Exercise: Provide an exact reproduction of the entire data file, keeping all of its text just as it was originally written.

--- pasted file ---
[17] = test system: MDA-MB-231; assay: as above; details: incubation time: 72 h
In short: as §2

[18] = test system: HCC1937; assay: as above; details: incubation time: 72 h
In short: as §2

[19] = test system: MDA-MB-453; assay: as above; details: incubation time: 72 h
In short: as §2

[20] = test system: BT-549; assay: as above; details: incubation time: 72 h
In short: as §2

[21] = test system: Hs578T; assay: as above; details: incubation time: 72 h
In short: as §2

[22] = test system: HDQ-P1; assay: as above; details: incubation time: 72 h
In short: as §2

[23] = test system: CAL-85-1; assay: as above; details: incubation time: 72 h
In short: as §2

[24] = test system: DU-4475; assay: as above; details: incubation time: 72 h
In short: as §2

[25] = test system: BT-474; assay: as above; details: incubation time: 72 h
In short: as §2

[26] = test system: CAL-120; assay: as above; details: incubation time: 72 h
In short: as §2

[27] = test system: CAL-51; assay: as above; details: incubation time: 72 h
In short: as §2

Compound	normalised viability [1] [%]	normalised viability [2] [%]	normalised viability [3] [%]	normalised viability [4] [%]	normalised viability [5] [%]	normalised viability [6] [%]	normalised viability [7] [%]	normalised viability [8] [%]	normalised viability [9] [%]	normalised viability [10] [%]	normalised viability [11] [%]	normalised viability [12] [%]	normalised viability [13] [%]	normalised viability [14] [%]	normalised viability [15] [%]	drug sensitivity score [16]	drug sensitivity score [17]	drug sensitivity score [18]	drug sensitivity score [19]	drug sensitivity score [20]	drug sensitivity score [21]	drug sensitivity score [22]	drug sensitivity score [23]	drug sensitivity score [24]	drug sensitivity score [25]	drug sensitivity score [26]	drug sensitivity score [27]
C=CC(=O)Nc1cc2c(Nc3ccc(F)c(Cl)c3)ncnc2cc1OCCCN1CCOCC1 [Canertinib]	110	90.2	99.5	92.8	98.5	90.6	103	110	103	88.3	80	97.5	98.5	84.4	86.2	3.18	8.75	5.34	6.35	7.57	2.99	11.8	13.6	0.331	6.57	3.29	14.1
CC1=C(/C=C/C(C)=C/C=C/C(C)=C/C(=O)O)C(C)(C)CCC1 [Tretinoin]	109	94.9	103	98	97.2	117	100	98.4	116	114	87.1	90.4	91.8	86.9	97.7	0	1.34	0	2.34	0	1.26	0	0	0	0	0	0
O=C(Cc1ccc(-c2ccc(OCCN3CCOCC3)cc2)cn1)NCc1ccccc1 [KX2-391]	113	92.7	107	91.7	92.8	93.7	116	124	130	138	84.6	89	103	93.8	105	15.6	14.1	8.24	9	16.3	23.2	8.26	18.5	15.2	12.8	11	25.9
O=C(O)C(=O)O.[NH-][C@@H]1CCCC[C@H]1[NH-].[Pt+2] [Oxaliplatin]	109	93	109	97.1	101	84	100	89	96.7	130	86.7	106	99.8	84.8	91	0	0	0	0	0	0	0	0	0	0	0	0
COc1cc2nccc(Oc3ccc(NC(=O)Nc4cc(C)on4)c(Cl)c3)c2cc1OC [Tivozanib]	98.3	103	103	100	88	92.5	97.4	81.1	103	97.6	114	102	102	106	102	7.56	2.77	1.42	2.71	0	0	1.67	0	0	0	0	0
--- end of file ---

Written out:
[17] = test system: MDA-MB-231; assay: as above; details: incubation time: 72 h
In short: as §2

[18] = test system: HCC1937; assay: as above; details: incubation time: 72 h
In short: as §2

[19] = test system: MDA-MB-453; assay: as above; details: incubation time: 72 h
In short: as §2

[20] = test system: BT-549; assay: as above; details: incubation time: 72 h
In short: as §2

[21] = test system: Hs578T; assay: as above; details: incubation time: 72 h
In short: as §2

[22] = test system: HDQ-P1; assay: as above; details: incubation time: 72 h
In short: as §2

[23] = test system: CAL-85-1; assay: as above; details: incubation time: 72 h
In short: as §2

[24] = test system: DU-4475; assay: as above; details: incubation time: 72 h
In short: as §2

[25] = test system: BT-474; assay: as above; details: incubation time: 72 h
In short: as §2

[26] = test system: CAL-120; assay: as above; details: incubation time: 72 h
In short: as §2

[27] = test system: CAL-51; assay: as above; details: incubation time: 72 h
In short: as §2

Compound	normalised viability [1] [%]	normalised viability [2] [%]	normalised viability [3] [%]	normalised viability [4] [%]	normalised viability [5] [%]	normalised viability [6] [%]	normalised viability [7] [%]	normalised viability [8] [%]	normalised viability [9] [%]	normalised viability [10] [%]	normalised viability [11] [%]	normalised viability [12] [%]	normalised viability [13] [%]	normalised viability [14] [%]	normalised viability [15] [%]	drug sensitivity score [16]	drug sensitivity score [17]	drug sensitivity score [18]	drug sensitivity score [19]	drug sensitivity score [20]	drug sensitivity score [21]	drug sensitivity score [22]	drug sensitivity score [23]	drug sensitivity score [24]	drug sensitivity score [25]	drug sensitivity score [26]	drug sensitivity score [27]
C=CC(=O)Nc1cc2c(Nc3ccc(F)c(Cl)c3)ncnc2cc1OCCCN1CCOCC1 [Canertinib]	110	90.2	99.5	92.8	98.5	90.6	103	110	103	88.3	80	97.5	98.5	84.4	86.2	3.18	8.75	5.34	6.35	7.57	2.99	11.8	13.6	0.331	6.57	3.29	14.1
CC1=C(/C=C/C(C)=C/C=C/C(C)=C/C(=O)O)C(C)(C)CCC1 [Tretinoin]	109	94.9	103	98	97.2	117	100	98.4	116	114	87.1	90.4	91.8	86.9	97.7	0	1.34	0	2.34	0	1.26	0	0	0	0	0	0
O=C(Cc1ccc(-c2ccc(OCCN3CCOCC3)cc2)cn1)NCc1ccccc1 [KX2-391]	113	92.7	107	91.7	92.8	93.7	116	124	130	138	84.6	89	103	93.8	105	15.6	14.1	8.24	9	16.3	23.2	8.26	18.5	15.2	12.8	11	25.9
O=C(O)C(=O)O.[NH-][C@@H]1CCCC[C@H]1[NH-].[Pt+2] [Oxaliplatin]	109	93	109	97.1	101	84	100	89	96.7	130	86.7	106	99.8	84.8	91	0	0	0	0	0	0	0	0	0	0	0	0
COc1cc2nccc(Oc3ccc(NC(=O)Nc4cc(C)on4)c(Cl)c3)c2cc1OC [Tivozanib]	98.3	103	103	100	88	92.5	97.4	81.1	103	97.6	114	102	102	106	102	7.56	2.77	1.42	2.71	0	0	1.67	0	0	0	0	0